Fields of Gold

Day 4 – Leaving North Dakota

North Dakota seemed like the loooongest state to cross ever, with vast sunny-yellow fields of canola flanked by sometimes shiny, sometimes imposing silos. The flat road deceived us into thinking we had an easy drive, but we didn’t account for the gusts of wind throwing us off and keeping us with both hands on the wheel at all times.

Our much needed overnight rest stop was the Roughrider Campground, in Minot, ND. The map provided was incorrect or at least very confusing, and it took us a few passes through the gravel campground trails to find our spot. I found the layout to be a bit odd, with large trees blocking or too close for comfort to open slides. We had no trees around us, so we had plenty of space, with the outside area being large pebbles/small rocks.

Roughrider-Campground-North-Dakota

It was surprising to have plenty of daylight until late at night – the sun set at 9:55 pm local hour, which was 10:55 pm in Knoxville. However, this gave us the chance to enjoy the cooler part of the evening outdoors, only interrupted by a gaggle of ladies jogging by a few times, and a man who decided to fly his drone over our heads to take photos

After catching up on some work, and David victoriously fixing our TV display connection, we enjoyed a restful sleep throughout a comfortably cool night (cool enough for our A/C not to kick in).

Day 5 – Canada

The excitement level went up as we finally reach the day when we crossed into Canada!

The last part of our drive through North Dakota brought views of water among gentle hills – or so we thought. On a closer look, the pretty blue lakes flanking the road turned out to be blue flax flowers. The blue fields, alternated with more yellow canola fields, and green meadows, dotted with seemingly content cows.

In just a couple of hours, we reached Portal, ND. The border experience was great. We first got into the car line and then realized that we needed to be in the line where the big trucks were. We put our blinker on and mentally flipped off the guy who ignored it and blocked our way. Luckily, the guy behind him was nice enough to let us in. I found that most truckers are good about playing nice on the road.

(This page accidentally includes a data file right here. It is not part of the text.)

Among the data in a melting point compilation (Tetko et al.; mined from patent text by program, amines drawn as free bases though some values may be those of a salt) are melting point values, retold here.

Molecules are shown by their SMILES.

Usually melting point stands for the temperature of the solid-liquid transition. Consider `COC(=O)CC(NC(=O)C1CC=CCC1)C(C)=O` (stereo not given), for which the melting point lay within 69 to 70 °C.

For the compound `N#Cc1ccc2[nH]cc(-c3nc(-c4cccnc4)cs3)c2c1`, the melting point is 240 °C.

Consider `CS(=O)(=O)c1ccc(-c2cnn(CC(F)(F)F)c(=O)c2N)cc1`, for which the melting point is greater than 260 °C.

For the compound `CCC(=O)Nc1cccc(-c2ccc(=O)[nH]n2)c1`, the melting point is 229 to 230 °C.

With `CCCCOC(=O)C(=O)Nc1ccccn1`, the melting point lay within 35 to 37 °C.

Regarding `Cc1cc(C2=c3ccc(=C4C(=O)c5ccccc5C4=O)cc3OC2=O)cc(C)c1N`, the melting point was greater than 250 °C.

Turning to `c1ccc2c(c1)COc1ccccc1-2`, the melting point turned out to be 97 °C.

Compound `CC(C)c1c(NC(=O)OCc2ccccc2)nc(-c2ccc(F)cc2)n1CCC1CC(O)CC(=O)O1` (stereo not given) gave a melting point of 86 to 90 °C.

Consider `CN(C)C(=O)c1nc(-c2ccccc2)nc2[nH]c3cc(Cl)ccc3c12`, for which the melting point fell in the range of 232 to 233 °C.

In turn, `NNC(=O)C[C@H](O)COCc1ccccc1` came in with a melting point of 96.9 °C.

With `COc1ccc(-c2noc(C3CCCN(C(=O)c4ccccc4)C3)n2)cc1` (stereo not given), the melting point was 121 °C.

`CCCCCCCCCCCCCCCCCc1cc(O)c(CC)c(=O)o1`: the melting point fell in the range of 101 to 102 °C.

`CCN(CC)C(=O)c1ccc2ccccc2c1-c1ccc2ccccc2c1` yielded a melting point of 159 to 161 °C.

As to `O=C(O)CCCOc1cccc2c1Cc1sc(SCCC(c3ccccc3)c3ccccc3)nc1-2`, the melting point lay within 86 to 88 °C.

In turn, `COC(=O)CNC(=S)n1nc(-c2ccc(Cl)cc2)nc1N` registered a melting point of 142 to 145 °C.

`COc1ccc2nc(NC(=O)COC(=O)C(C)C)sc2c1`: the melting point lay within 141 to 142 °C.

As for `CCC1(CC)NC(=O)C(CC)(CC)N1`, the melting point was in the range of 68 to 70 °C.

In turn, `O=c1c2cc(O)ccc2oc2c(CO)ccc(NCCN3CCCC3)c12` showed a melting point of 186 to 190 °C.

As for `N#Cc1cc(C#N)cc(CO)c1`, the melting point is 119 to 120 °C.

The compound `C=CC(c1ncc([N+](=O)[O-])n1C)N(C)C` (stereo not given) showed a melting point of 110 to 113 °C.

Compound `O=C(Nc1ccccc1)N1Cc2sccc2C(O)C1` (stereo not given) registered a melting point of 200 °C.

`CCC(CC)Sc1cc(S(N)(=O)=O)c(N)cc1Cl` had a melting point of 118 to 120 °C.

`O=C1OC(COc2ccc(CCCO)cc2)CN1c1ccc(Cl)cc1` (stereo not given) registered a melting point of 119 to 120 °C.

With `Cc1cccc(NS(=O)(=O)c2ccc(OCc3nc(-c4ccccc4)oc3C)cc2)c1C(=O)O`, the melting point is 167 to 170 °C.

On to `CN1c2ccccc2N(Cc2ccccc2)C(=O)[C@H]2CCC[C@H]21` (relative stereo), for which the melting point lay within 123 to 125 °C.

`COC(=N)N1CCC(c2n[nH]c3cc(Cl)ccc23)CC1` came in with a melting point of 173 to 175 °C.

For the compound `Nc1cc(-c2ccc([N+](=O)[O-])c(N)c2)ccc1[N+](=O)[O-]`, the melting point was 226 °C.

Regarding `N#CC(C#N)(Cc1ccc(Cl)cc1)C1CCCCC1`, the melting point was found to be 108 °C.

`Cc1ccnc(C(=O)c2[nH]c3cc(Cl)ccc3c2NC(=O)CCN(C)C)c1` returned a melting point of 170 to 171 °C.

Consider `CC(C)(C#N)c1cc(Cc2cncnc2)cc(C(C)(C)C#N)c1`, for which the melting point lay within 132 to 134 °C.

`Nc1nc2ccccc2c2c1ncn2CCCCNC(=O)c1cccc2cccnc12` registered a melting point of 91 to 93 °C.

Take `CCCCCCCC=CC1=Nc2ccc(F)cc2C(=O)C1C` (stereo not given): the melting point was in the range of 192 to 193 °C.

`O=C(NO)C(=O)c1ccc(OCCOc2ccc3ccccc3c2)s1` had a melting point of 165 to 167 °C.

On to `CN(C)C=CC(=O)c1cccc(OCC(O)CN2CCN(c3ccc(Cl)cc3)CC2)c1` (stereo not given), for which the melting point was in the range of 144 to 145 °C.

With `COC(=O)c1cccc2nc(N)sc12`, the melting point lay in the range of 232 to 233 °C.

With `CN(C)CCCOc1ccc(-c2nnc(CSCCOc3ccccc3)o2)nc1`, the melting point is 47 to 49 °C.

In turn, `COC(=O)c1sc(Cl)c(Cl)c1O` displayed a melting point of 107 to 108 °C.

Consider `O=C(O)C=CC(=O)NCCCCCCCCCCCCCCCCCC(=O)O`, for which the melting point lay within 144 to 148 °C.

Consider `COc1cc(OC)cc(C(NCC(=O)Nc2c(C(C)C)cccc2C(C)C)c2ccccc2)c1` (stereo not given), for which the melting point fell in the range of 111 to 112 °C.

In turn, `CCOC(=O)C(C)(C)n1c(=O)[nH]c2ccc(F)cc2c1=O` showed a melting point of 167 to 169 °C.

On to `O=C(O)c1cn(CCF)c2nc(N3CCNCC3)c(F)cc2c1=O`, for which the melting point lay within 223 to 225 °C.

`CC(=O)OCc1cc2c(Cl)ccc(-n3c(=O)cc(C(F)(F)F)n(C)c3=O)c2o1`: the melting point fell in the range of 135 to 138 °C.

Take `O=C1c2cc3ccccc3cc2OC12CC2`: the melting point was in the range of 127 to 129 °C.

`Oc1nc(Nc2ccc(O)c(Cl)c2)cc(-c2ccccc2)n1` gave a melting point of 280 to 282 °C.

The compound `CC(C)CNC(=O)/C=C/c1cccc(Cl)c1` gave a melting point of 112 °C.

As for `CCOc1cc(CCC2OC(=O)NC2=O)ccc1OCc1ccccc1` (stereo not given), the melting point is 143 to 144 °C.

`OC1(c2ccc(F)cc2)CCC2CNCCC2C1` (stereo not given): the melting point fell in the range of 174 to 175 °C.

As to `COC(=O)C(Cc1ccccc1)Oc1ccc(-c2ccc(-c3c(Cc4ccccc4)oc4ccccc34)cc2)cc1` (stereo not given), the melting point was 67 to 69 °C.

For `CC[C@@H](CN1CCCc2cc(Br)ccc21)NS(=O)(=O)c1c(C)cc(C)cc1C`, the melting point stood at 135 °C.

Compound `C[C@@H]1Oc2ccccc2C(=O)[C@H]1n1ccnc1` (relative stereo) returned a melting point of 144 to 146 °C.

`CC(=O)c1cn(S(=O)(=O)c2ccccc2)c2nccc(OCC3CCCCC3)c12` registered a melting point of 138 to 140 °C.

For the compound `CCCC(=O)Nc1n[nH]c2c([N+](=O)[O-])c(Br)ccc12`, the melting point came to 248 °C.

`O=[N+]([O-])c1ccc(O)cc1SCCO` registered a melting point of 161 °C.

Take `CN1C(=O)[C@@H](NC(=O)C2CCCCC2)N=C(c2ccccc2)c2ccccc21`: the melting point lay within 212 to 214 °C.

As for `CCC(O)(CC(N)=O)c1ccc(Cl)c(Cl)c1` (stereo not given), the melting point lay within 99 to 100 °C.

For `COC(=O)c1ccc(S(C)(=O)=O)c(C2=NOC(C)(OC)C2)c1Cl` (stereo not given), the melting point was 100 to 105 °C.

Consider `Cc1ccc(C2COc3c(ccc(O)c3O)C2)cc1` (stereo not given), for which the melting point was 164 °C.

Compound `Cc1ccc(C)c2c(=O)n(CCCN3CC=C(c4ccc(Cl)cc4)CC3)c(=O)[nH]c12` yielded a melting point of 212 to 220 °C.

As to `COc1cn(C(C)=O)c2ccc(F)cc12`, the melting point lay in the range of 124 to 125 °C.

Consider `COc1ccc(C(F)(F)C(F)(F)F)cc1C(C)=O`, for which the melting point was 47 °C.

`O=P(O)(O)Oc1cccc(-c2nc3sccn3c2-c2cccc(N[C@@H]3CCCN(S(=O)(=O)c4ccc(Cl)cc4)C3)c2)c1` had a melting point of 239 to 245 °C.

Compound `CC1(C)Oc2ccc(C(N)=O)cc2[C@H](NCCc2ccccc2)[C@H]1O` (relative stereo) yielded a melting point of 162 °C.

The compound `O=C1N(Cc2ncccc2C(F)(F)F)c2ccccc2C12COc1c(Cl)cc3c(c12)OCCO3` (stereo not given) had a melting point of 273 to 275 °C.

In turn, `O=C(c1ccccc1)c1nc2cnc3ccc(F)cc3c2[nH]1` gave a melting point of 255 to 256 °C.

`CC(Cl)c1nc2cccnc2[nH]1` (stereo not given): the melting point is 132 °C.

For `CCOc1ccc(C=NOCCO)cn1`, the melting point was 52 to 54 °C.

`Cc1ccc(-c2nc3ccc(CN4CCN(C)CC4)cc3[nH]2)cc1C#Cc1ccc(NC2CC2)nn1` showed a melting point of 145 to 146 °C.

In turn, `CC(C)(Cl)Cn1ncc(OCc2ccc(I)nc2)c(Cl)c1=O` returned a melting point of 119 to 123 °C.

When we reached the agent’s booth, a jovial man greeted us and asked us about our visit. Although, as many had told us, we were asked about dog vaccinations papers, we didn’t have to show them (I had them in my hand). The process only lasted a few minutes and then we crossed over into Canada, with the agent’s good wishes.

We pulled over to figure out our phone and WiFi situation. David patiently got a hold of AT&T (repeatedly) to inquire about our connectivity. We finally figured out that we’d pay $10/day to include phone, text, and the data we have in our regular plan, without getting charged extra for roaming. The bad news was that our WiFi would not work while we are in Canada :-(.

I don’t know why we were expecting the landscape to change drastically and immediately…. What we found was a LOT more of the same lovely yellow fields and long straight ongoing roads – for many hours!! We passed towns with interesting names such as Moose Jaw, Drinkwater (which we did!), and Yellow Grass. We passed even smaller towns with a sign indicating a point of interest, the arrow pointing toward a cemetery – I guess people are dying to get in there!

At some point, we noticed some really beautiful clouds and I delighted in take photos of them. However, behind the fluffy clouds I saw a disturbing background of their dark and menacing relatives. I asked David to pull over at a gas station in the town of Weyburn, which just happened to be on our way and nearby. As soon as we fueled, we parked on a side street and waited out the downpour, thunder, and lightning. In minutes, waves of water almost reached the bottom or our towed (aka tow vehicle, also known as Jane Tow).

We hit the gas and left as the rain was moving out and proceeded on Saskatchewan Highway 39 towards our day’s destination, Gull Lake RV Park. The park was small but accommodating, and we gladly settled inside with a local chicken burger and salad from the only place open nearby. Even if the weather was pleasant enough, we chose the indoors as soon as the waves of mosquitoes started greeting us.

Today I realized that 2,325 miles (3742 km) of driving is a lot of driving. However, everyone who’s been to Banff promised it would be well worth it. One more day, and we’ll finally meet our reward!

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